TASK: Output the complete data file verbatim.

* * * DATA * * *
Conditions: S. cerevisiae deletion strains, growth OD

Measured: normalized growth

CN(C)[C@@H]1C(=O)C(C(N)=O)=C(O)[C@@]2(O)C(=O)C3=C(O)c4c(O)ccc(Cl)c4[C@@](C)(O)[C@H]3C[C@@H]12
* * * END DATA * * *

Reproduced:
Conditions: S. cerevisiae deletion strains, growth OD

Measured: normalized growth

CN(C)[C@@H]1C(=O)C(C(N)=O)=C(O)[C@@]2(O)C(=O)C3=C(O)c4c(O)ccc(Cl)c4[C@@](C)(O)[C@H]3C[C@@H]12